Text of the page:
• Sibling Knowledge of Family Future Plan [ Time Frame: baseline, 4 months, 7 months ]
    Investigator developed. Siblings will complete a checklist of their knowledge (yes/no/ don't know) of whether their family has established: (1) a will, (2) a special needs trust, (3), a financial plan; (4) a letter of intent; (5) a long-term residential plan; or (6) determination of future guardianship.
Original Secondary Outcome Measures  ICMJE Same as current
Current Other Pre-specified Outcome Measures
 (submitted: December 11, 2017)
  • Life Experiences Checklist [ Time Frame: baseline, 4 months, 7 months ]
    Developed by Ager (1993). Siblings will rate their brother/sister's quality of life using the Life Experiences Checklist. Five sections cover the individual's home environment, leisure activities, relationships, freedom, and opportunities.
  • World Health Organization Quality of Life - Brief Version [ Time Frame: baseline, 4 months, 7 months ]
    Developed by Skevington, Lotfy and O'Connell (2004). Adults with ASD will complete the WHOQOL-BREF, a shorter version of World Health Organization Quality of Life assessment, the WHOQOL-100. The WHOQOL-BREF includes 26 items rated on a 5-point scale (1=not at all/very poor/very dissatisfied to 5 = completely/very good/very satisfied) addressing physical and psychological health, social relationships, and environment. Items will be summed to create a total raw score ranging from 26 to 130 with higher scores representing better quality of life.
  • Adult with ASD Unmet Needs. [ Time Frame: baseline, 3 months, 7 months ]
    Developed by Nicolaidis et al. (2013). Adults with ASD will report on their perceptions of unmet needs in medical care, mental healthcare or counseling, preventive services, emergency department visits, outpatient visits, and hospitalizations
  • Social and Emotional Loneliness Scale - Family subscale [ Time Frame: baseline, 3 months, 7 months ]
    Developed by DiTommaso and Spinner (1993). Adults with ASD will complete the 11-item Family subscale, which assesses feelings of loneliness within the family (e.g., lack of family support). Each item is rated on a 7-point scale from 1 'strongly disagree' to 7 'strongly agree.' Items will be summed to create a total raw score ranging from 11 to 77 with higher scores representing more loneliness in the family.
Original Other Pre-specified Outcome Measures Same as current
 
Descriptive Information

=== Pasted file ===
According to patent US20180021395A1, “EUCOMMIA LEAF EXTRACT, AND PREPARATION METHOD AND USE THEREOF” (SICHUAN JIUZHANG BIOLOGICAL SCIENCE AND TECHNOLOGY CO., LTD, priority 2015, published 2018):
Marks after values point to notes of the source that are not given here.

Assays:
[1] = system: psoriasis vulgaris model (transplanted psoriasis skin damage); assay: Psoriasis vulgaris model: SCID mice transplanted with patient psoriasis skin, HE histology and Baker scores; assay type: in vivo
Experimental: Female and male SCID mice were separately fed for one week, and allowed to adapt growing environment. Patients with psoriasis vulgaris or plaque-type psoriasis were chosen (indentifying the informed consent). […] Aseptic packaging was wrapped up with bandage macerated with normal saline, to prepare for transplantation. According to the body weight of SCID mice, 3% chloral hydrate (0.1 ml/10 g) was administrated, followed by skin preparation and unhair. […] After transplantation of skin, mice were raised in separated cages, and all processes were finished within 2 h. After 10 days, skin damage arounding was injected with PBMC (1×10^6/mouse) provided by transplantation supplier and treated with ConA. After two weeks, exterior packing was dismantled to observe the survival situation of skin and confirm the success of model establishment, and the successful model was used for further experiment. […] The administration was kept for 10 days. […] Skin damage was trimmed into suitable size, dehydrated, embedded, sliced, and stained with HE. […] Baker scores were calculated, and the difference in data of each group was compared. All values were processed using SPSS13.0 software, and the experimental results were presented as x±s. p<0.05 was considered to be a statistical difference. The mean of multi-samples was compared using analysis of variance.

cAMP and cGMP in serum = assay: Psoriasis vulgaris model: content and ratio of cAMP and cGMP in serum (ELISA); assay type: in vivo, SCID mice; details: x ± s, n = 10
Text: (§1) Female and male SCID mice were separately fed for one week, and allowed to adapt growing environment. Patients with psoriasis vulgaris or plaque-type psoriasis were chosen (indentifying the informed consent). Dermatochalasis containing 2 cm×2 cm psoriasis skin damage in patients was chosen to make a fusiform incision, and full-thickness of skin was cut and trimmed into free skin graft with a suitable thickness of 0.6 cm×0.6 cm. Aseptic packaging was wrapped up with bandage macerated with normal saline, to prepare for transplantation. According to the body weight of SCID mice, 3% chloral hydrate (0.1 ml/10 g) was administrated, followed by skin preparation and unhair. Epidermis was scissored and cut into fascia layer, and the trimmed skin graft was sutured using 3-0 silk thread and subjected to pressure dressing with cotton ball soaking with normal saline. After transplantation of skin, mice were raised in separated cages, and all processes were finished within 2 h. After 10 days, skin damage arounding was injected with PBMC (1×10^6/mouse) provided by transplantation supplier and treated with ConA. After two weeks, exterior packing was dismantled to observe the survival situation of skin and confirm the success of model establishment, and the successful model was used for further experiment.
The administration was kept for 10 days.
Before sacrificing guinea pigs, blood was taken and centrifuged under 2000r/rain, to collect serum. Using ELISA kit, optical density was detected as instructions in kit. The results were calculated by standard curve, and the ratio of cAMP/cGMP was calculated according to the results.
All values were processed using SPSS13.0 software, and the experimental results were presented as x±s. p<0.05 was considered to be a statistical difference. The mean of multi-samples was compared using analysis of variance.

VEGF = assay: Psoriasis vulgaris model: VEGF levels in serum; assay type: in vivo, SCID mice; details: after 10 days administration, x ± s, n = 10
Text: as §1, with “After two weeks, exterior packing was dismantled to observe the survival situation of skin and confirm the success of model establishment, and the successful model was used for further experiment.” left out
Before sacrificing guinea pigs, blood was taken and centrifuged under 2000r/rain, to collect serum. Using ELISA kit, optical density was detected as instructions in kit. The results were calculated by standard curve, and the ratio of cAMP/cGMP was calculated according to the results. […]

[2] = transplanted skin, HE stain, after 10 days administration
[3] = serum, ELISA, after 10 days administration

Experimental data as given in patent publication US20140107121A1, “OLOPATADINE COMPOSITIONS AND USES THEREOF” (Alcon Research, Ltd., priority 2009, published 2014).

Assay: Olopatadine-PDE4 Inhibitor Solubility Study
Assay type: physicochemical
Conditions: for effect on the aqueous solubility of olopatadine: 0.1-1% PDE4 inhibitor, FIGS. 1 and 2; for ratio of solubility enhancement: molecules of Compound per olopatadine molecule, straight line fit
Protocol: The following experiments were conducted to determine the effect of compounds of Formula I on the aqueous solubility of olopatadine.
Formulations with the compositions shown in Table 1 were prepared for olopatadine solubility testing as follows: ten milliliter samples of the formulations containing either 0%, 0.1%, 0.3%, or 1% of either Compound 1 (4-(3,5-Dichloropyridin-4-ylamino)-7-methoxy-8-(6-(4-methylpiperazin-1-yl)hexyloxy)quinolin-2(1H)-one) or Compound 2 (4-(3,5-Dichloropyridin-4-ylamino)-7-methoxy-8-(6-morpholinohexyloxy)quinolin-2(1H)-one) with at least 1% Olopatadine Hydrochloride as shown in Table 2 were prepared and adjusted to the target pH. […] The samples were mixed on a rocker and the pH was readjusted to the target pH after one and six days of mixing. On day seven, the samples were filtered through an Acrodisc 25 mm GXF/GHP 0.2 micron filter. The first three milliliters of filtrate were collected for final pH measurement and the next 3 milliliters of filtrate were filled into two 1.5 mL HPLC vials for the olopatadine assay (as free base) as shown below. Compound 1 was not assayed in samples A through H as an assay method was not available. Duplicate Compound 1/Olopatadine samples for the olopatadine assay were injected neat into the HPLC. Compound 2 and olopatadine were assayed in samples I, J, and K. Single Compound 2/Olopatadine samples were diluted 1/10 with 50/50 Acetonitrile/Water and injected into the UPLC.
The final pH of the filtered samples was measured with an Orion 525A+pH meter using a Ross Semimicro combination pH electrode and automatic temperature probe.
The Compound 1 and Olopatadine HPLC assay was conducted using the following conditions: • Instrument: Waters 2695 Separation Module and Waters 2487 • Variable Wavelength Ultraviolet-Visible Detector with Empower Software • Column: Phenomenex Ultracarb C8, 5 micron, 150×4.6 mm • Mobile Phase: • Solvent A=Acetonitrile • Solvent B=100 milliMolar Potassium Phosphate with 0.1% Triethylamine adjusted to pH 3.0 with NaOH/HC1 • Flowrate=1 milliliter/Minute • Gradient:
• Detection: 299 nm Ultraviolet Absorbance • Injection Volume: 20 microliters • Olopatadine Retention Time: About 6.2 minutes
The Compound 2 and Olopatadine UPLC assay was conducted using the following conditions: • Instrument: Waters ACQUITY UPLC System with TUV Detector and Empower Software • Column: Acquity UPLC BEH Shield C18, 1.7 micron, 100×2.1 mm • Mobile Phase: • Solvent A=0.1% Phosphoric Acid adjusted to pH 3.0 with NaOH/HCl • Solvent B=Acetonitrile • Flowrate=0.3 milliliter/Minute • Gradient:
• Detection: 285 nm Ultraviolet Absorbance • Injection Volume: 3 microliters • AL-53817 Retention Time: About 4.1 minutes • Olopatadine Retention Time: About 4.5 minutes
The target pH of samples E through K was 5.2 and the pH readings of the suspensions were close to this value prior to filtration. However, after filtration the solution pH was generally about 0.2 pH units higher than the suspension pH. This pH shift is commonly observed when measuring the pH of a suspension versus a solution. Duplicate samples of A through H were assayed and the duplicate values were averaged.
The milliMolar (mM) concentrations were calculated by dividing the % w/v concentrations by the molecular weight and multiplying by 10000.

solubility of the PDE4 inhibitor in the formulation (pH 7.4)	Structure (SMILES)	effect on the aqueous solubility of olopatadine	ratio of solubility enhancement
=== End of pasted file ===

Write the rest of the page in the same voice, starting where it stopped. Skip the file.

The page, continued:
Brief Title  ICMJE Engaging Siblings of Adults With Autism in Future Planning
Official Title  ICMJE Engaging Siblings of Adults With Autism in Future Planning
Brief Summary The proposed project is an intervention development grant in which the investigators will develop a program to facilitate the engagement of adult siblings to work with their families to plan for the future of their brother or sister with autism spectrum disorder (ASD). Siblings FORWARD (Focusing on Relationships, Well-being, and Responsibility aheaD) will target common barriers to sibling involvement in family future planning, including improving family communication around difficult topics, increasing siblings' knowledge of and confidence in accessing ASD service systems, and anticipating and proactively problem-solving barriers to future planning. Siblings FORWARD will be implemented in a community setting. There are three aims of the project, and only the third aim will utilize a clinical trial. Aim 1: To develop the Siblings FORWARD program. The investigators will develop the Siblings FORWARD program in collaboration with community organizations, with input from siblings, adults with ASD, and community providers. Aim 2: To assess feasibility of the Siblings FORWARD program. The investigators will assess recruitment capability, appropriateness of outcome measures, acceptability of the program, and viability of the procedures and further refine the Siblings FORWARD Program through an open trial with 5 siblings. Aim 3: To assess the outcomes of participation in the Siblings FORWARD program. The investigators will conduct a pilot randomized controlled trial (RCT) with 36 siblings. The investigators will collect pre-, post-, and 3-month follow up data measuring intervention targets (problem-solving skills, communication skills, self-efficacy, perceived barriers to future planning, knowledge of services & delivery systems, knowledge of family plans), sibling behavioral outcomes (development & implementation of a sibling future plan of action, increased family communication around future planning), and proximal outcomes for the adult with ASD (unmet needs, quality of life, and family relationships). Siblings will be randomly assigned to the Siblings FORWARD (N=18) or an information only control condition (N=18). The investigators hypothesize that siblings who participate in the Siblings FORWARD program will have a more developed plan of action, gains in skills and knowledge, and improved proximal outcomes for the adult with ASD, compared to siblings in the control condition.